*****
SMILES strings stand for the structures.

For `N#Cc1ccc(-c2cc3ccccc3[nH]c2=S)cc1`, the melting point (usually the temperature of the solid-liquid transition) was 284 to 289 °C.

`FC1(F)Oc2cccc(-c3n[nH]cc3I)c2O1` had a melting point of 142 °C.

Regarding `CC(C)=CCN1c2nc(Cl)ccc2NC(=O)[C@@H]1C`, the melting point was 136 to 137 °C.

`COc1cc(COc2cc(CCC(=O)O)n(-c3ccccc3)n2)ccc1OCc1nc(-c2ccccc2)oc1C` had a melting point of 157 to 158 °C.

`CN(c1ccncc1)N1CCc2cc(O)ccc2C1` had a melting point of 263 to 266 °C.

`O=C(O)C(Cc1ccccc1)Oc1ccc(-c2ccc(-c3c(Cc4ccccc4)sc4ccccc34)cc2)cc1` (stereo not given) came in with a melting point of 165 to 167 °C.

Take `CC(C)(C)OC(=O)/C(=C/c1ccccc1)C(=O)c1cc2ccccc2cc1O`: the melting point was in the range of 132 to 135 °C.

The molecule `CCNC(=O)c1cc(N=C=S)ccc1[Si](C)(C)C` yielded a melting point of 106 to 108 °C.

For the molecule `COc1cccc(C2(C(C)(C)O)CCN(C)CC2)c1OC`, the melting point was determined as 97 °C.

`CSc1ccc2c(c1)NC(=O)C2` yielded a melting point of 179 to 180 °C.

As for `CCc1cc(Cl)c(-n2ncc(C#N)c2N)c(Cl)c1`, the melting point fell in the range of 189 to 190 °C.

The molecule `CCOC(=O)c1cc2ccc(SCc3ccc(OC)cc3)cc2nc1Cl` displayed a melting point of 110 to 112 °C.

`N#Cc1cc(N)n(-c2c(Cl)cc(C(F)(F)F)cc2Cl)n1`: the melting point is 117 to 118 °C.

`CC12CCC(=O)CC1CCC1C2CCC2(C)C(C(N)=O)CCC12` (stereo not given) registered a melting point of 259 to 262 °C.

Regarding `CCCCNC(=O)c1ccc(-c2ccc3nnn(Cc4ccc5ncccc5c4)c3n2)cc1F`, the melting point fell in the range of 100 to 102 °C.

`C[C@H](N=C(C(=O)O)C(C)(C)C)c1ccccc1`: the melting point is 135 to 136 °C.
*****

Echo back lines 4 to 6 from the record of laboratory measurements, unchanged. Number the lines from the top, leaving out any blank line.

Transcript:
Regarding `CC(C)=CCN1c2nc(Cl)ccc2NC(=O)[C@@H]1C`, the melting point was 136 to 137 °C.

`COc1cc(COc2cc(CCC(=O)O)n(-c3ccccc3)n2)ccc1OCc1nc(-c2ccccc2)oc1C` had a melting point of 157 to 158 °C.

`CN(c1ccncc1)N1CCc2cc(O)ccc2C1` had a melting point of 263 to 266 °C.